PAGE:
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Nonfatal shootings up 45% as gun violence continues to plague Gary

Nonfatal shootings up 45% as gun violence continues to plague Gary

GARY — Police have strategically used their limited resources to increase patrols in high-crime areas and focus on alleged gang members, but the number of nonfatal shootings has climbed 45% so far this year.

Gary police responded to a total of 125 nonfatal shootings as of Oct. 1, up from 86 during the first three quarters of 2019.

Despite the increase in nonfatal shootings, 2020 is shaping up to be another average — but deadly — year for homicides.

Gary had recorded 41 homicides as of Oct. 1, up from 40 at the same time last year, police Cmdr. Jack Hamady said.

Gary's homicides account for 63% of all homicides in Lake County, which has logged 65 so far this year.

In total, Gary logged 41 homicides; East Chicago, seven; Hammond, six; Merrillville, five; Munster, two; Indiana State Police, two; Lake County Sheriff's Department, one; and Lake Station, one, according to Lake County coroner's records and the Cook County medical examiner's office.

Just two homicides in Gary this year were not caused by gunfire: An 11-year-old girl died Jan. 2 from blunt force trauma to her abdomen, and a 70-year-old man was found beaten to death Sept. 24 at his home in the 2500 block of West 13th Avenue.

Gun violence was to blame in the city's other 39 homicides.

Seven homicides were believed to be gang-related, up one from six 2019. Six were drug-related, down five from 11 in 2019. Domestic violence led to seven homicides this year, down one from eight in 2019, Hamady said.

Changes to the department's drug unit last year may have helped reduce the number of drug-related homicides this year, he said.

This year, Gary police renewed a partnership after a several-year hiatus with the Lake County Sheriff's Department Drug Task Force, assigning two more officers to investigate drug-related cases, Hamady said.

"We have seen more drug-related arrests, more search warrants and more charges in narcotics," he said.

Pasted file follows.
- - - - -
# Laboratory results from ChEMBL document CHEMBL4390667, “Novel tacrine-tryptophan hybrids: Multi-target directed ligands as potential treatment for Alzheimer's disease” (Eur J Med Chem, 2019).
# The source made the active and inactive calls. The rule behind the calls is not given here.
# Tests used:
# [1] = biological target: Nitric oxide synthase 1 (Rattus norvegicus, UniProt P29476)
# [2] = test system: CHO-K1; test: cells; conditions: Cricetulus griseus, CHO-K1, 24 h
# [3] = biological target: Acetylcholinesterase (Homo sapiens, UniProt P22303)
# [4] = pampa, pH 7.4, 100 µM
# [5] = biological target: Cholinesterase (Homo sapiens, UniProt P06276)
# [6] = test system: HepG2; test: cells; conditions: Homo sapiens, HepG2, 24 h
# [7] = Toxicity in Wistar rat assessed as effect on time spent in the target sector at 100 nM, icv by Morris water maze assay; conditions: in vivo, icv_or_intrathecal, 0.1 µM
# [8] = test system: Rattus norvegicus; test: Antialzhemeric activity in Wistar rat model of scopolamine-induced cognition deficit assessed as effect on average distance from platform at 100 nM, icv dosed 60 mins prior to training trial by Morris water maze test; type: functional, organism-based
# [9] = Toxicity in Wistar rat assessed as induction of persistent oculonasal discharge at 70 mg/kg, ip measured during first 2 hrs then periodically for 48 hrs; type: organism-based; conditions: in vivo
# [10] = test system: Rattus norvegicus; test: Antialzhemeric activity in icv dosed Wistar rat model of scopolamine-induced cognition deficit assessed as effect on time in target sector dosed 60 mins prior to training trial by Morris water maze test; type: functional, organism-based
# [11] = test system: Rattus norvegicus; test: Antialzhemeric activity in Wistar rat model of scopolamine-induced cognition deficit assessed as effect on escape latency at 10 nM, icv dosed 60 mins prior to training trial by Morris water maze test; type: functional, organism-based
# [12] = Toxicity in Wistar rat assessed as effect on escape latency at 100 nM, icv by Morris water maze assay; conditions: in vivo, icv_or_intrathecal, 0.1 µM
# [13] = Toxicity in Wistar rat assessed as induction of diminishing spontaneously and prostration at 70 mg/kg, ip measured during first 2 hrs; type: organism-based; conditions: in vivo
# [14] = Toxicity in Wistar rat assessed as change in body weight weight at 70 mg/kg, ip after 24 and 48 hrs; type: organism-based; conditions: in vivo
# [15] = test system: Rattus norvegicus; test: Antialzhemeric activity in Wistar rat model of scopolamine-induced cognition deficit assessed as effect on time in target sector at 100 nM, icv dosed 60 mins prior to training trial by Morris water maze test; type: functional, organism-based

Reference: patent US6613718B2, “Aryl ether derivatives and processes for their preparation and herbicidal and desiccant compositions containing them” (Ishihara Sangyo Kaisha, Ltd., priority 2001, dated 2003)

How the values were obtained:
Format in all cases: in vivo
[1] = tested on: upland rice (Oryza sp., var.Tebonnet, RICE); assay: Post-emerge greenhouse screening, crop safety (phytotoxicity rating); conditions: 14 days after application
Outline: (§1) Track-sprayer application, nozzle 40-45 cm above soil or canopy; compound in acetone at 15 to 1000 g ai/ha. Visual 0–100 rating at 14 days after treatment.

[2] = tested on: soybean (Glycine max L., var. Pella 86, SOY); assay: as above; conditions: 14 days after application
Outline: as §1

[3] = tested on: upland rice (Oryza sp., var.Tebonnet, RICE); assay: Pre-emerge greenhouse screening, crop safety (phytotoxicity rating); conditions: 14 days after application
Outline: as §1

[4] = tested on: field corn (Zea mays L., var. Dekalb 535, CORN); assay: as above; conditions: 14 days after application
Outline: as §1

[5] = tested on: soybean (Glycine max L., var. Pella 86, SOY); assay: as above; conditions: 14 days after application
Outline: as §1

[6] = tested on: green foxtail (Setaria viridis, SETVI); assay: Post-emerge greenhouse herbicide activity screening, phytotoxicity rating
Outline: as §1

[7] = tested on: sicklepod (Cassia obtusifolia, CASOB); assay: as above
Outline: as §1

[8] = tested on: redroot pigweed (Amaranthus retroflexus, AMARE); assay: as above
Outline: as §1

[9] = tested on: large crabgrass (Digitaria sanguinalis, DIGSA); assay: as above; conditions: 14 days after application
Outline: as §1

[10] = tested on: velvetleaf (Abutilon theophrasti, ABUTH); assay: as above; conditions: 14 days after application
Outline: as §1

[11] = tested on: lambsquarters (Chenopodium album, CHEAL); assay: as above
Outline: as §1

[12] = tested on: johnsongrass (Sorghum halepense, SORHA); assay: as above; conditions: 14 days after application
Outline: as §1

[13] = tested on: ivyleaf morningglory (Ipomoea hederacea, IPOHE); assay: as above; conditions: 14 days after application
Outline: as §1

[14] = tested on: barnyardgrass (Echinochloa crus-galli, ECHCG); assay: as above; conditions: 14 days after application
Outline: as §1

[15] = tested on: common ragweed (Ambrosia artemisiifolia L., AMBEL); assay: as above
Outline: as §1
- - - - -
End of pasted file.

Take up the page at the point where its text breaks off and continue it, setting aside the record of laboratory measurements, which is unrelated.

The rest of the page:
Two people were killed in police-involved shootings this year.

An 82-year-old man who died Jan. 4 from wounds suffered Nov. 17 after Gary police responded to a report of an intoxicated man with a gun, and a 39-year-old Merrillville man died Jan. 13 after shooting at police, wounding two officers. 

Last year, a 25-year-old man was fatally shot by a police officer during a traffic stop. The officer said he saw the man had a gun; the man's family said he had a license to carry a gun and has made repeated calls for justice.

Of the 125 nonfatal shootings this year, 31 were gang-related. That includes 10 from January to March, nine from April to June and 12 from July to September, Hamady said.

Twelve were believed to be drug-related, and six shootings stemmed from domestic violence, he said.

Police encouraged residents to call detectives or the city's anonymous hotline at 866-CRIME-GP with any tips.

"I know it seems low, but we solve and charge at least two homicides a year due to a tip," Hamady said. "Those tips are helpful, even though some people think they're not. Just by saying the person's name or nickname, it could point us in the right direction." 

Police try to protect the identity of witnesses as much as possible and avoid including their names in court records, if possible. 

Ring has a program where residents with doorbell cameras can anonymously send videos to police, Hamady said.

Detectives also have solved more homicides in recent years thanks to video cameras at gas stations and other businesses, he said.

"More cameras out there help us. If we can obtain the camera footage, it helps us build the narrative," he said. "Nobody has to testify. The video speaks for itself."

Hamady said nonfatal shootings are up in cities nationwide, likely in part because the coronavirus pandemic has led to high unemployment and increased use of alcohol and drugs as residents try to cope.

The number of nonfatal shootings doesn't mean 125 different individuals have been wounded, he said.

"There's repeat people on the list," he said. "There's individuals who have been shot twice this year."

The increased number also doesn't equate to 125 different shooters.

Investigators often suspect one individual in multiple shootings. In reality, a small percentage of the city's population is responsible for much of the gun violence, he said.

That's why police have focused for several years on arresting individuals suspected of gang activity.

"It's all about getting them out of the streets and keeping them away from the potential of committing more gun violence," he said.

Gallery: Recent arrests booked into Lake County Jail


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